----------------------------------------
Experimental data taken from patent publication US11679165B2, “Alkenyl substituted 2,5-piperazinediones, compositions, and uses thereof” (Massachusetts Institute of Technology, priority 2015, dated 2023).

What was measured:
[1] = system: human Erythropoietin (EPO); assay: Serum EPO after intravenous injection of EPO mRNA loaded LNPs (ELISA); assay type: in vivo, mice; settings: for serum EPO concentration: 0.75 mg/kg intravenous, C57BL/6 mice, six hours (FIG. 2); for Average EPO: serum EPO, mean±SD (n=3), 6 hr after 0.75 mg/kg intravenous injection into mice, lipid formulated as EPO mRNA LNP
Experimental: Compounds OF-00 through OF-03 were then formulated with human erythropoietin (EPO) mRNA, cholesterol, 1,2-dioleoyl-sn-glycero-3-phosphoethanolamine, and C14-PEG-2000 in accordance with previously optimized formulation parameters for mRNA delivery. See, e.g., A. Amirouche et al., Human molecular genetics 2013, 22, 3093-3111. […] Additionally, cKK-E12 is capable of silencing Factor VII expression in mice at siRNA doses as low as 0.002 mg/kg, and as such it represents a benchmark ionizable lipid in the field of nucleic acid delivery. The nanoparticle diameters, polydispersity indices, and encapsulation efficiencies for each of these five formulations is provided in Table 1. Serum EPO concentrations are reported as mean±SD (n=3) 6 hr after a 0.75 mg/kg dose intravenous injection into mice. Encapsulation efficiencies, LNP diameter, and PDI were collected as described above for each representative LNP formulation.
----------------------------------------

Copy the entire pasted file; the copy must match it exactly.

Experimental data taken from patent publication US11679165B2, “Alkenyl substituted 2,5-piperazinediones, compositions, and uses thereof” (Massachusetts Institute of Technology, priority 2015, dated 2023).

What was measured:
[1] = system: human Erythropoietin (EPO); assay: Serum EPO after intravenous injection of EPO mRNA loaded LNPs (ELISA); assay type: in vivo, mice; settings: for serum EPO concentration: 0.75 mg/kg intravenous, C57BL/6 mice, six hours (FIG. 2); for Average EPO: serum EPO, mean±SD (n=3), 6 hr after 0.75 mg/kg intravenous injection into mice, lipid formulated as EPO mRNA LNP
Experimental: Compounds OF-00 through OF-03 were then formulated with human erythropoietin (EPO) mRNA, cholesterol, 1,2-dioleoyl-sn-glycero-3-phosphoethanolamine, and C14-PEG-2000 in accordance with previously optimized formulation parameters for mRNA delivery. See, e.g., A. Amirouche et al., Human molecular genetics 2013, 22, 3093-3111. […] Additionally, cKK-E12 is capable of silencing Factor VII expression in mice at siRNA doses as low as 0.002 mg/kg, and as such it represents a benchmark ionizable lipid in the field of nucleic acid delivery. The nanoparticle diameters, polydispersity indices, and encapsulation efficiencies for each of these five formulations is provided in Table 1. Serum EPO concentrations are reported as mean±SD (n=3) 6 hr after a 0.75 mg/kg dose intravenous injection into mice. Encapsulation efficiencies, LNP diameter, and PDI were collected as described above for each representative LNP formulation.